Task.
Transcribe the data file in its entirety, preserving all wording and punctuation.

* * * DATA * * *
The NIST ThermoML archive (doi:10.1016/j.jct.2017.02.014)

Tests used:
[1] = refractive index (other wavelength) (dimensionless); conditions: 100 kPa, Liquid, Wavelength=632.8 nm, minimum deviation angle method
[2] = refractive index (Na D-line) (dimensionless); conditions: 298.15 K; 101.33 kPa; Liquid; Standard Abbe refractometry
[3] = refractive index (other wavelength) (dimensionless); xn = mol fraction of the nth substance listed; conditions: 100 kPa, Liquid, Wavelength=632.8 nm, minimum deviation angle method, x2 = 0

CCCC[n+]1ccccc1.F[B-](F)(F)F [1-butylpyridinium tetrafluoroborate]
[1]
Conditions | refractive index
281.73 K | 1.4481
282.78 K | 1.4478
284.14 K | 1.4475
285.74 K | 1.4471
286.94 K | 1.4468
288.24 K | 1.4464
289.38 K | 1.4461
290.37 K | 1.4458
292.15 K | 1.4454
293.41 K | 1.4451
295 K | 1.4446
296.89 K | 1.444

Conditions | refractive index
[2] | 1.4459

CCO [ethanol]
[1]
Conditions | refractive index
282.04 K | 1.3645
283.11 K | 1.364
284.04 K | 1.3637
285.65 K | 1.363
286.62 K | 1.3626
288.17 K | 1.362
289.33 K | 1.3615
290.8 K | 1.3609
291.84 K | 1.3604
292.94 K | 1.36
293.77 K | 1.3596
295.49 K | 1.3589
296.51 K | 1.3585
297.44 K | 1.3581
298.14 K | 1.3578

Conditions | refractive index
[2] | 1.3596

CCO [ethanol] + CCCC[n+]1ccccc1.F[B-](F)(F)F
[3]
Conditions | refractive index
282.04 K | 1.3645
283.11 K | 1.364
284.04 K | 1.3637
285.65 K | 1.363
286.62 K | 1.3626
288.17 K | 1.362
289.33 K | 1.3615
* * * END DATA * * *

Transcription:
The NIST ThermoML archive (doi:10.1016/j.jct.2017.02.014)

Tests used:
[1] = refractive index (other wavelength) (dimensionless); conditions: 100 kPa, Liquid, Wavelength=632.8 nm, minimum deviation angle method
[2] = refractive index (Na D-line) (dimensionless); conditions: 298.15 K; 101.33 kPa; Liquid; Standard Abbe refractometry
[3] = refractive index (other wavelength) (dimensionless); xn = mol fraction of the nth substance listed; conditions: 100 kPa, Liquid, Wavelength=632.8 nm, minimum deviation angle method, x2 = 0

CCCC[n+]1ccccc1.F[B-](F)(F)F [1-butylpyridinium tetrafluoroborate]
[1]
Conditions | refractive index
281.73 K | 1.4481
282.78 K | 1.4478
284.14 K | 1.4475
285.74 K | 1.4471
286.94 K | 1.4468
288.24 K | 1.4464
289.38 K | 1.4461
290.37 K | 1.4458
292.15 K | 1.4454
293.41 K | 1.4451
295 K | 1.4446
296.89 K | 1.444

Conditions | refractive index
[2] | 1.4459

CCO [ethanol]
[1]
Conditions | refractive index
282.04 K | 1.3645
283.11 K | 1.364
284.04 K | 1.3637
285.65 K | 1.363
286.62 K | 1.3626
288.17 K | 1.362
289.33 K | 1.3615
290.8 K | 1.3609
291.84 K | 1.3604
292.94 K | 1.36
293.77 K | 1.3596
295.49 K | 1.3589
296.51 K | 1.3585
297.44 K | 1.3581
298.14 K | 1.3578

Conditions | refractive index
[2] | 1.3596

CCO [ethanol] + CCCC[n+]1ccccc1.F[B-](F)(F)F
[3]
Conditions | refractive index
282.04 K | 1.3645
283.11 K | 1.364
284.04 K | 1.3637
285.65 K | 1.363
286.62 K | 1.3626
288.17 K | 1.362
289.33 K | 1.3615